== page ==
Distributed and expanding companies are increasingly using VPN connections to access and share information between offices and branches. We test ADSL firewall routers that are designed for this purpose.
How we tested
One of the more important aspects of a firewall is to block ports used to exploit a system. Now with more than 65,000+ ports available on a system a firewall does a fair bit of port blocking.
In order to test just how well these firewall routers block ports we used Nmap, which shows how many ports the firewall leaves open by default.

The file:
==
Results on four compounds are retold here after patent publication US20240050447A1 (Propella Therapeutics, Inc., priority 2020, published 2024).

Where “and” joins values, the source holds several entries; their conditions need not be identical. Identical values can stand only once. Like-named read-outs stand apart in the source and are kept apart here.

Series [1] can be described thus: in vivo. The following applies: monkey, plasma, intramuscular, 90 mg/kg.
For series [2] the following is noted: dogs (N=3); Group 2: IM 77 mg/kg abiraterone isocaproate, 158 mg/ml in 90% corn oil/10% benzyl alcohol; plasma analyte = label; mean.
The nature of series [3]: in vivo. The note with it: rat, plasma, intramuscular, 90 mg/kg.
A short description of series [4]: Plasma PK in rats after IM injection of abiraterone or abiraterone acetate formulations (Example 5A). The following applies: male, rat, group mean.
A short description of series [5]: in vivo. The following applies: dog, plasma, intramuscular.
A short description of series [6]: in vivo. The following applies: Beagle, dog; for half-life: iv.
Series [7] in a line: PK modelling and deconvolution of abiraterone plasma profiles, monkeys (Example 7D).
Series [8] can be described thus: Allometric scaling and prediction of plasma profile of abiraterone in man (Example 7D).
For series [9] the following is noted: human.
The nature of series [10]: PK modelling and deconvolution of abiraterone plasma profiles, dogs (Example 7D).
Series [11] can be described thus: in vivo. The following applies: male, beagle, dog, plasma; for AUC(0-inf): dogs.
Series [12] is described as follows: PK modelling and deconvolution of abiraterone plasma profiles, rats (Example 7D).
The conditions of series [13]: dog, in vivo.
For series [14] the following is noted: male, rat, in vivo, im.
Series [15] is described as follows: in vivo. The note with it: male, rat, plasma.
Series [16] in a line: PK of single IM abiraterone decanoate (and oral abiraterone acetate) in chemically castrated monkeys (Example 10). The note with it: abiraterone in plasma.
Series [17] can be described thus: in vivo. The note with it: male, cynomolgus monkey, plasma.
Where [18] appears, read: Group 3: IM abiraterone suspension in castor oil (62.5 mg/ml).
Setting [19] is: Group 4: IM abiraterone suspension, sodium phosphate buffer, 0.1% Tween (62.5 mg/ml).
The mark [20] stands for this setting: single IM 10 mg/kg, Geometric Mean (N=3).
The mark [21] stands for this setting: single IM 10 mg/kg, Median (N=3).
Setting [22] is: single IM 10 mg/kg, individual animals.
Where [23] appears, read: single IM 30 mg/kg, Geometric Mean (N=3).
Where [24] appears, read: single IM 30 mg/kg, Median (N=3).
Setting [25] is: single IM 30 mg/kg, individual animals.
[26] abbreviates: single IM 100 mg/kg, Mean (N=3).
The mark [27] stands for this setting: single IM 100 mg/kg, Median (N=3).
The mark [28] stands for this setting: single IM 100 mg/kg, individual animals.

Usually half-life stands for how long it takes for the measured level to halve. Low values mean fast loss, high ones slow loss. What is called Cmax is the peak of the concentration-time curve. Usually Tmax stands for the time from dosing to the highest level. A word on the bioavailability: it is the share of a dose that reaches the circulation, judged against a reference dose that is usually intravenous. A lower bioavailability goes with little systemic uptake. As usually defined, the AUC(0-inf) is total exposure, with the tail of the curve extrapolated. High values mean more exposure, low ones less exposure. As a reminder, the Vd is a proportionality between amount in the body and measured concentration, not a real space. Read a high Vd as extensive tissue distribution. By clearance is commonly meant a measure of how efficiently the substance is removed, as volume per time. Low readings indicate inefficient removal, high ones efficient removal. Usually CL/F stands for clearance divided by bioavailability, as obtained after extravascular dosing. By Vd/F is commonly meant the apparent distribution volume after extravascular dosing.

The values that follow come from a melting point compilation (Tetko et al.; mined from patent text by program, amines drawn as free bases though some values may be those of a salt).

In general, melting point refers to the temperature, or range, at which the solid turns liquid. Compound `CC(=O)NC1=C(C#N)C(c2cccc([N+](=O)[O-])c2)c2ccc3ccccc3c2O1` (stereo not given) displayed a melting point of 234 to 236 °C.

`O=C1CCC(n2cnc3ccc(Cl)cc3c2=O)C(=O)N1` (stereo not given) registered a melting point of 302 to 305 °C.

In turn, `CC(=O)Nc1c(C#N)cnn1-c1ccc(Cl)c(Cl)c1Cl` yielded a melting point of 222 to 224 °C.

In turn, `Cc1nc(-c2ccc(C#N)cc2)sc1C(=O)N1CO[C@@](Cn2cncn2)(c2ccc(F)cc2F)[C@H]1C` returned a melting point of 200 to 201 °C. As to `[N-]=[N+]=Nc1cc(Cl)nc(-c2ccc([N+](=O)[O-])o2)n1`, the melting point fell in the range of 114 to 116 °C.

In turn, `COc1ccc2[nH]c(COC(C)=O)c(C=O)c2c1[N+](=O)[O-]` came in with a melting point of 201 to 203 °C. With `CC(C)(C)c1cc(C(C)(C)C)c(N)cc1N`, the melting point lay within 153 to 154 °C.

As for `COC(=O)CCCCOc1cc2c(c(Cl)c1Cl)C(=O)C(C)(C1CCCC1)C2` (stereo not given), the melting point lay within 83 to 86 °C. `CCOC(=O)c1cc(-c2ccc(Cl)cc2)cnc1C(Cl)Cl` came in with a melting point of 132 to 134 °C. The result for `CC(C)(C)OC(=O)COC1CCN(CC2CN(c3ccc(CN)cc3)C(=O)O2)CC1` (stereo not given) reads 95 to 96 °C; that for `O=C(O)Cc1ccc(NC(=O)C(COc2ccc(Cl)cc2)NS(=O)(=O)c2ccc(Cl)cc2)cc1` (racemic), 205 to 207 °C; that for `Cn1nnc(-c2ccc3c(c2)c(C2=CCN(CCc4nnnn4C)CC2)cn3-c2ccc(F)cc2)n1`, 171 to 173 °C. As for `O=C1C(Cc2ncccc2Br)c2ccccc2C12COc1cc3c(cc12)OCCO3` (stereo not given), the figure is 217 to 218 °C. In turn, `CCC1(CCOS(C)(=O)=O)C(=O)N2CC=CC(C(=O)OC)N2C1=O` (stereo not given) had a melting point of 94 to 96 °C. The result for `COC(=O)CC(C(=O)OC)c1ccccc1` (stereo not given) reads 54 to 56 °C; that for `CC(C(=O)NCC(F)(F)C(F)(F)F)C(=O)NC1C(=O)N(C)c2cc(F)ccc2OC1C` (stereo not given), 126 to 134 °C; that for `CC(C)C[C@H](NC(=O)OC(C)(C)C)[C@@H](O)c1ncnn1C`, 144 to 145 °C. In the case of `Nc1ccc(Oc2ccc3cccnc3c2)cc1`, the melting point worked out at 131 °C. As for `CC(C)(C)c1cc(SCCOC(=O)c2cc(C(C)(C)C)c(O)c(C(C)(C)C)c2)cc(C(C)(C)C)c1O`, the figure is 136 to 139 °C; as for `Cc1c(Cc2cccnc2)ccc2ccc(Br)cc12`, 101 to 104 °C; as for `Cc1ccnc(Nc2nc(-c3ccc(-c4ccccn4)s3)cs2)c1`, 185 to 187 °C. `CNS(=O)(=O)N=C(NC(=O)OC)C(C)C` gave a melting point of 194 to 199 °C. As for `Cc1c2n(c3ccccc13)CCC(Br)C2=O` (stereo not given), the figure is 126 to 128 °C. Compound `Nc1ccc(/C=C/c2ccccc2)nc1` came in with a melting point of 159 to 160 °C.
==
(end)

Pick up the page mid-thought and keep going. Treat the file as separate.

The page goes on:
You also expect a router/firewall to provide good logs, support for virtual private networks (VPN), and use Point-to-Point Tunneling Protocol (PPTP) with varying levels of encryption from DES, 3DES, and AES.
A firewall should also support blacklists -- databases of hacker or cracker friendly IP addresses and domain names that can be added to the firewall to explicitly block connections to and from these systems.
We invited all the major vendors to submit products and the ones that took us up on our offer were Cisco/Linksys, Netgear, Nortel, Allied Telesyn, Dynalink, and D-Link.